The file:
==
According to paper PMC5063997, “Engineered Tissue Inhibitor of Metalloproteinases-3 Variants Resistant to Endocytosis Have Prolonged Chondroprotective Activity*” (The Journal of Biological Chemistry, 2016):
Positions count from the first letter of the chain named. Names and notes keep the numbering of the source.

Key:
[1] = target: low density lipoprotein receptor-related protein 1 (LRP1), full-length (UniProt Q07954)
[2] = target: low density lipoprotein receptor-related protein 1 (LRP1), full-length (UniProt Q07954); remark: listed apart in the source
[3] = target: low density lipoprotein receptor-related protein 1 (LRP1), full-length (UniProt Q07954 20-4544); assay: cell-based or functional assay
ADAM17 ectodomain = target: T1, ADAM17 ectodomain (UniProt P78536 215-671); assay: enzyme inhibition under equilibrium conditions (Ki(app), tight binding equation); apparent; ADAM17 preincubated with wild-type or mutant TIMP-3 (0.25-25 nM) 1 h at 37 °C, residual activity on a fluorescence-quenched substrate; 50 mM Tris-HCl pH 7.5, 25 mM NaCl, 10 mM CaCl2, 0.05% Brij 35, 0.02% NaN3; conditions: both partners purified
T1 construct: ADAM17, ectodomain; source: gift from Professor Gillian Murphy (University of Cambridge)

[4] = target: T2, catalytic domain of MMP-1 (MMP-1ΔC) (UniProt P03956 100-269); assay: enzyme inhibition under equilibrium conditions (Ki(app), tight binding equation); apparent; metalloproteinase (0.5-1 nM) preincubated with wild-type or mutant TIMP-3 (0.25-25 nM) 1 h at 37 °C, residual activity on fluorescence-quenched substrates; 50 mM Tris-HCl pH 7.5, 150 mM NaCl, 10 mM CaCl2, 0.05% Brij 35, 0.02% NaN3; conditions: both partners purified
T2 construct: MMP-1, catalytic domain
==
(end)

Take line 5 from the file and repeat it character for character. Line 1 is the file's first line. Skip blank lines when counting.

[2] = target: low density lipoprotein receptor-related protein 1 (LRP1), full-length (UniProt Q07954); remark: listed apart in the source